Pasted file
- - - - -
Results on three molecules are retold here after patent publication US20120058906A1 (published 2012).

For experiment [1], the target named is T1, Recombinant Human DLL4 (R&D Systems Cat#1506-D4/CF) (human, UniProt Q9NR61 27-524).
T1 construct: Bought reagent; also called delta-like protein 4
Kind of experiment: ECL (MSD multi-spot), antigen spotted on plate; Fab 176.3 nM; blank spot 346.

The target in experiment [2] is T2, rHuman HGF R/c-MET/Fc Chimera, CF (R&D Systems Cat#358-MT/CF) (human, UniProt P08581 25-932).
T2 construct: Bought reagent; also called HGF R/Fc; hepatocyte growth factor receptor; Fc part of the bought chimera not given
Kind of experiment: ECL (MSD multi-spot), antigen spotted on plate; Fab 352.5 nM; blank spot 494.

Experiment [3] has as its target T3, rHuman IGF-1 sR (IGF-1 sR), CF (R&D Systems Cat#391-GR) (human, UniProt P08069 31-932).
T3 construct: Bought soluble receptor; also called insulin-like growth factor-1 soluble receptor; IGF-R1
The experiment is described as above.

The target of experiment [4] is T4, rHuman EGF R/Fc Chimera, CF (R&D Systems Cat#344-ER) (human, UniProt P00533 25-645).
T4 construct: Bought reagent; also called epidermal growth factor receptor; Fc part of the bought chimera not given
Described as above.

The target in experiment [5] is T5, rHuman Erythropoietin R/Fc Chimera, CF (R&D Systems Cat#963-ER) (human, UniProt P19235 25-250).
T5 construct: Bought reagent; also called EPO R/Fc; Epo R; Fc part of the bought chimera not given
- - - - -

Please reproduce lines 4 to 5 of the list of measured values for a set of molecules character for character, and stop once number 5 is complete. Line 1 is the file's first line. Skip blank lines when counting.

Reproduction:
Kind of experiment: ECL (MSD multi-spot), antigen spotted on plate; Fab 176.3 nM; blank spot 346.

The target in experiment [2] is T2, rHuman HGF R/c-MET/Fc Chimera, CF (R&D Systems Cat#358-MT/CF) (human, UniProt P08581 25-932).